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An excerpt from www.HouseOfNames.com archives copyright 2000 - 2017


Chairray is one of the names carried to England in the great wave of migration from Normandy following the Norman Conquest in 1066. It is based on the Norman name Odinet, from which the more commonly known Odo is derived.

Chairray Early Origins



The surname Chairray was first found in Shropshire at Hodnet, a village and civil parish in the union of Drayton, in the hundred of North Bradford. The first record of the place name was found in the Domesday Book of 1086 where it was listed as Odenet. [1]CITATION[CLOSE]
Williams, Dr Ann. And G.H. Martin, Eds., Domesday Book A Complete Translation. London: Penguin, 1992. Print. (ISBN 0-141-00523-8)
Apart from the aforementioned patronymic origin, the place name could also mean "pleasant valley," from the Welsh "hawdd" meaning "pleasant" or "peaceful" and "nant," a "glen or valley." [2]CITATION[CLOSE]
Mills, A.D., Dictionary of English Place-Names. Oxford: Oxford University Press, 1991. Print. (ISBN 0-19-869156-4)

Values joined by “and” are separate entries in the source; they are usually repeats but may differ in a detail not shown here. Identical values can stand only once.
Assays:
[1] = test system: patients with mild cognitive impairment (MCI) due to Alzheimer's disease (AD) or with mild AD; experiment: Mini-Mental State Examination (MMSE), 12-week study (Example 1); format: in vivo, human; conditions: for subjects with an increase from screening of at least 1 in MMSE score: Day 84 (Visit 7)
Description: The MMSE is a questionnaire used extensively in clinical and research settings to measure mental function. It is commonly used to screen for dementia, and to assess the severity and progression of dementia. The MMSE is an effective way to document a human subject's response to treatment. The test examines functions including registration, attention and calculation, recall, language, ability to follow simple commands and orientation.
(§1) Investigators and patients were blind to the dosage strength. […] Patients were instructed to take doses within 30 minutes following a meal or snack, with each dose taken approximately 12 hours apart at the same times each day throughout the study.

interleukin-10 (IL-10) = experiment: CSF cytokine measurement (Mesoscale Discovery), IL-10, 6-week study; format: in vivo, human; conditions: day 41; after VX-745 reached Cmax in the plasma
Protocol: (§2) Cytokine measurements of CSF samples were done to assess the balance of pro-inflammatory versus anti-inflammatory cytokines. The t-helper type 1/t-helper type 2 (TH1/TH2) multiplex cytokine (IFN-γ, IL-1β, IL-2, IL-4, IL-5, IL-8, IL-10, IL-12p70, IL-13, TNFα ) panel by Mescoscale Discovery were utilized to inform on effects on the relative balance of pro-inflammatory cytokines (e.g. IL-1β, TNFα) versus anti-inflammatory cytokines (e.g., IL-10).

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Chairray Spelling Variations


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Chairray Spelling Variations



Spelling variations in names were a common occurrence in the eras before English spelling was standardized a few hundred years ago. In the Middle Ages, even the literate regularly changed the spellings of their names as the English language incorporated elements of French, Latin, and other European languages. Many variations of the name Chairray have been found, including Hodenet, Hignett, Hignet, Hodnet, Hodnett, Hodenett, Hodinett, Hodinutt, Hodinut, Hodinott, Hodinot, Hoddenett, Hoddinet, Hoddinutt and many more.